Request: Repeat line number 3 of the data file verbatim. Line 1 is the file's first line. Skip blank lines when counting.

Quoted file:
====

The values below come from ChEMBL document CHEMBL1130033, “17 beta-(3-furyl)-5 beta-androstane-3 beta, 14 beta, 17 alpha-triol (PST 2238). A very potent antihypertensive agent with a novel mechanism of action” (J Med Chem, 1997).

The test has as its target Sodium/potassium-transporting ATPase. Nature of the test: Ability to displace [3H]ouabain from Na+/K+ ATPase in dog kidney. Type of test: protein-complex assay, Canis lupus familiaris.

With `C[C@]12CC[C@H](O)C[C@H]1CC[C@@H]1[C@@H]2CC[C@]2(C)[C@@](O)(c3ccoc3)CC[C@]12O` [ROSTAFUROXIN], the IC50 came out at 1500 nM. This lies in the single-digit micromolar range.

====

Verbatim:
With `C[C@]12CC[C@H](O)C[C@H]1CC[C@@H]1[C@@H]2CC[C@]2(C)[C@@](O)(c3ccoc3)CC[C@]12O` [ROSTAFUROXIN], the IC50 came out at 1500 nM. This lies in the single-digit micromolar range.